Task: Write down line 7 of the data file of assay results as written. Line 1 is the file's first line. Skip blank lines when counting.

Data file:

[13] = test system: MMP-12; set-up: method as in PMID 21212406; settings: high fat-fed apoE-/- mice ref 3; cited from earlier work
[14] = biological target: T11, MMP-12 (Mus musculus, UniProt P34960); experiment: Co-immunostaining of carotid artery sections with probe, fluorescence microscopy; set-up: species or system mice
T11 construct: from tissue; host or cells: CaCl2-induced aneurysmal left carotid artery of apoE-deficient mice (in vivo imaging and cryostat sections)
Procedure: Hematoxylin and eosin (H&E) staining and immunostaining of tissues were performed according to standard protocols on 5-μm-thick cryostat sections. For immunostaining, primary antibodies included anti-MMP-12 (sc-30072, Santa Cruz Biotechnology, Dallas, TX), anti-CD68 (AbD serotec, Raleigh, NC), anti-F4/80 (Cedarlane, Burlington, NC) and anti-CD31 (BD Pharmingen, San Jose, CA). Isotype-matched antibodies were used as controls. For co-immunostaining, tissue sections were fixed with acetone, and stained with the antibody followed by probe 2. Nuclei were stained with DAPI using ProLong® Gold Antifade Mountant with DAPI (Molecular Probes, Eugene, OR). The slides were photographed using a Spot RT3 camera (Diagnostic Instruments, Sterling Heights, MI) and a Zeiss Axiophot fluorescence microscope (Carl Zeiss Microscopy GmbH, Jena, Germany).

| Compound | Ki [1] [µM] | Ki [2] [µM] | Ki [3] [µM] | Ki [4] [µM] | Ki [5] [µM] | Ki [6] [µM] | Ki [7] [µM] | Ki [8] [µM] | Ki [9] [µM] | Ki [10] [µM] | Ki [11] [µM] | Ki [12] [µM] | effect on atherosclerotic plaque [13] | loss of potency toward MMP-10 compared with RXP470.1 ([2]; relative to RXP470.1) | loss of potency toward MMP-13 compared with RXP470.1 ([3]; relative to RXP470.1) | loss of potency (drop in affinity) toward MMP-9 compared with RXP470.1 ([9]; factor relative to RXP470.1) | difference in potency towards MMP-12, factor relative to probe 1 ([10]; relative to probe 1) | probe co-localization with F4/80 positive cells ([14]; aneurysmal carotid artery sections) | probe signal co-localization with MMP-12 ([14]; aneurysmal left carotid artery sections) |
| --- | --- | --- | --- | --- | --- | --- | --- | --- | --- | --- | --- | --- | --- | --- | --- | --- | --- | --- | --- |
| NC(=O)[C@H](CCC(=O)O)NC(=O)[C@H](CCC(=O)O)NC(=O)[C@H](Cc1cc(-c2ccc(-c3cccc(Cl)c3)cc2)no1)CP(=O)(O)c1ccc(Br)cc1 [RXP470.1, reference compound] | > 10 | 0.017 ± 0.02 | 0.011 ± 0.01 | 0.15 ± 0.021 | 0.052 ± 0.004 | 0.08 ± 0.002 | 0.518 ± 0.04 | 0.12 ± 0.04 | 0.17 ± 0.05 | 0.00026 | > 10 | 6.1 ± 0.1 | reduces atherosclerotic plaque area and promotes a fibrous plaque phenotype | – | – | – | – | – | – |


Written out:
| NC(=O)[C@H](CCC(=O)O)NC(=O)[C@H](CCC(=O)O)NC(=O)[C@H](Cc1cc(-c2ccc(-c3cccc(Cl)c3)cc2)no1)CP(=O)(O)c1ccc(Br)cc1 [RXP470.1, reference compound] | > 10 | 0.017 ± 0.02 | 0.011 ± 0.01 | 0.15 ± 0.021 | 0.052 ± 0.004 | 0.08 ± 0.002 | 0.518 ± 0.04 | 0.12 ± 0.04 | 0.17 ± 0.05 | 0.00026 | > 10 | 6.1 ± 0.1 | reduces atherosclerotic plaque area and promotes a fibrous plaque phenotype | – | – | – | – | – | – |